Apple later today will again announce a downturn for all three of its primary product lines, according to a group of independent and institutional financial analysts.
The June quarter results will nearly mirror those of the first three months of 2016, when Apple reported selling 16% fewer iPhones than in the same period in 2015, marking the first time since the 2007 roll-out that sales for the iconic smartphone contracted on a year-over-year basis.
According to Philip Elmer-DeWitt, who formerly blogged about Apple for Fortune but now runs the subscription-based Apple 3.0 website, the nine independent and 18 institutional analysts he queried forecast a fall in unit sales of the iPhone, iPad and Mac lines, as well as another decline in revenue.
Elmer-DeWitt has been collecting and averaging a panel of financial analysts' predictions for years, and continued the chore on his site.
Last year, Apple reported revenue of $49.6 billion, and said it sold 47.6 million iPhones, 10.9 million iPads and 4.8 million Macs. The iPhone and Mac numbers were records for Apple's June quarter.
Although the 27 analysts' revenue estimates collated by Elmer-DeWitt ranged from a low of $41 billion to a high of $43 billion -- the same range as Apple's guidance for the quarter back in April -- their average was $42.1 billion, which would represent a year-over-year decline of 15.1%. That would be a slightly sharper decline than the March quarter, which was down 13% year-over-year.
The reason for the gloomy revenue forecasts was, again, the expected sales performance of the iPhone, which last quarter accounted for nearly two-thirds of Apple's total.
Elmer-DeWitt's panel prophesied that Apple will claim 47.5 million iPhones sold, a 15.5% drop from last year, close to the 16.3% decline last quarter.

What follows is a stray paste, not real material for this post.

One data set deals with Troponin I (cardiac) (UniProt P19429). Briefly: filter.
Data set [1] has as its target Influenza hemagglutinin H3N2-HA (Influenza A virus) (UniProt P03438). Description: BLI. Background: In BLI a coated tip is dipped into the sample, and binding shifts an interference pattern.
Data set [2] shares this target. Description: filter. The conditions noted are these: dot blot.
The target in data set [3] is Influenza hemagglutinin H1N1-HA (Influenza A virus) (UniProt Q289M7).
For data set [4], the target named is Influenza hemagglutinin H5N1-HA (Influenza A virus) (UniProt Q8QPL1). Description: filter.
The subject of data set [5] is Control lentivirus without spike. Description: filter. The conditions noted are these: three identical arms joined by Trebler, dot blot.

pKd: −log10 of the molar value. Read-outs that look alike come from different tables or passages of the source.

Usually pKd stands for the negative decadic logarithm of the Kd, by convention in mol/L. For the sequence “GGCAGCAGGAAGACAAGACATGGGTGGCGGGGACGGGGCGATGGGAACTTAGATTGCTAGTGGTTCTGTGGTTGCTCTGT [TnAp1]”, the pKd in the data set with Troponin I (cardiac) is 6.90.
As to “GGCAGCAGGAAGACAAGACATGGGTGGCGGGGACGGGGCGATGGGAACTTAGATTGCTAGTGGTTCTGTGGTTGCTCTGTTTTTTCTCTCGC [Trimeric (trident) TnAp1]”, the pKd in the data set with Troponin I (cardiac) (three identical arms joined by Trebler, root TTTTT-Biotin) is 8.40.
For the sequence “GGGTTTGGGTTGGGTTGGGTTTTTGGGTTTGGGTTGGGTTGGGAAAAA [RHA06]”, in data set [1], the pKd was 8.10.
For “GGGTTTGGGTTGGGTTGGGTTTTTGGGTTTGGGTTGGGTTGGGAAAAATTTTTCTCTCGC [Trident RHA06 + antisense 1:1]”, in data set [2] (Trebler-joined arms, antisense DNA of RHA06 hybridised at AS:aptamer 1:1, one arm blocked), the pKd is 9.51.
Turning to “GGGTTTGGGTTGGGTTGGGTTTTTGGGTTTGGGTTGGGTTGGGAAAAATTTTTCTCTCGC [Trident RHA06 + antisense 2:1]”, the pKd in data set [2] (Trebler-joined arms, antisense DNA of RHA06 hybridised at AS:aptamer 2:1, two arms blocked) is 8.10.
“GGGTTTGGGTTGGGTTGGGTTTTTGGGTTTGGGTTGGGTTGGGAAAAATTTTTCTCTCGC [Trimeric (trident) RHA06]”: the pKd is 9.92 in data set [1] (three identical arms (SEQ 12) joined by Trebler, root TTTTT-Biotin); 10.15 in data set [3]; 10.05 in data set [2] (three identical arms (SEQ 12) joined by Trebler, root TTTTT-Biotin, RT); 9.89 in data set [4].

The other legs of Apple's primary product tripod will also be weaker than in 2015.
The experts' average call on the iPad was 8.9 million units, a reduction of 18.8% from 2015's June quarter, virtually the same decline as in the March quarter.
Mac sales should come in at 4.3 million, for a 9.5% decline; that would be slightly better than the 11.6% drop of the quarter previous.
The one bright spot will be the Services category that Apple has increasingly touted. That revenue bucket -- which includes revenue from iTunes, the App Store, AppleCare, iCloud, Apple Pay and licensing -- will climb 17.3% to $5.9 billion, the panelists said. Three of the 27, in fact, were much more bullish than the average, and forecast a record for Services.
Apple will audio-stream its earnings call today starting at 2 p.m. PT (5 p.m. ET), when it will prove the analysts' forecasts on target or a miss of the barn's broad side.
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